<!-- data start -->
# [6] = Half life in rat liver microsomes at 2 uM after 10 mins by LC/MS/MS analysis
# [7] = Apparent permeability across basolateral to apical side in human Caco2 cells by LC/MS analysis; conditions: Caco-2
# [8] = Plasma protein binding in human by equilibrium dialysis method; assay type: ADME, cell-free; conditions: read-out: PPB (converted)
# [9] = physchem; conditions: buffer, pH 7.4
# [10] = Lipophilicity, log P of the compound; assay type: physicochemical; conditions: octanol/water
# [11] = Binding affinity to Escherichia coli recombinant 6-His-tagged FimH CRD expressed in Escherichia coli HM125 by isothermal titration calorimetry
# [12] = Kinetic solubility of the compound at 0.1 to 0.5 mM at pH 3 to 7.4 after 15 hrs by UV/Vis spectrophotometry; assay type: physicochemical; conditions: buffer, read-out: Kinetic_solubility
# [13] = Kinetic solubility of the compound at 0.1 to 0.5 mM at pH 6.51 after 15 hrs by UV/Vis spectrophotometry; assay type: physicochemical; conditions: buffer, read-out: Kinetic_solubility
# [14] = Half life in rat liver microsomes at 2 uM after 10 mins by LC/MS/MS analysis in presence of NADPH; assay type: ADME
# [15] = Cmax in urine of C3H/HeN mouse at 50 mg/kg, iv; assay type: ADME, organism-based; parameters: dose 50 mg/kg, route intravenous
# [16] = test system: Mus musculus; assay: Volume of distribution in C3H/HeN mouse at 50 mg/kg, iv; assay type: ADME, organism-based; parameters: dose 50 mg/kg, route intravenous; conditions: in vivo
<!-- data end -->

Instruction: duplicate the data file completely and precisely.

# [6] = Half life in rat liver microsomes at 2 uM after 10 mins by LC/MS/MS analysis
# [7] = Apparent permeability across basolateral to apical side in human Caco2 cells by LC/MS analysis; conditions: Caco-2
# [8] = Plasma protein binding in human by equilibrium dialysis method; assay type: ADME, cell-free; conditions: read-out: PPB (converted)
# [9] = physchem; conditions: buffer, pH 7.4
# [10] = Lipophilicity, log P of the compound; assay type: physicochemical; conditions: octanol/water
# [11] = Binding affinity to Escherichia coli recombinant 6-His-tagged FimH CRD expressed in Escherichia coli HM125 by isothermal titration calorimetry
# [12] = Kinetic solubility of the compound at 0.1 to 0.5 mM at pH 3 to 7.4 after 15 hrs by UV/Vis spectrophotometry; assay type: physicochemical; conditions: buffer, read-out: Kinetic_solubility
# [13] = Kinetic solubility of the compound at 0.1 to 0.5 mM at pH 6.51 after 15 hrs by UV/Vis spectrophotometry; assay type: physicochemical; conditions: buffer, read-out: Kinetic_solubility
# [14] = Half life in rat liver microsomes at 2 uM after 10 mins by LC/MS/MS analysis in presence of NADPH; assay type: ADME
# [15] = Cmax in urine of C3H/HeN mouse at 50 mg/kg, iv; assay type: ADME, organism-based; parameters: dose 50 mg/kg, route intravenous
# [16] = test system: Mus musculus; assay: Volume of distribution in C3H/HeN mouse at 50 mg/kg, iv; assay type: ADME, organism-based; parameters: dose 50 mg/kg, route intravenous; conditions: in vivo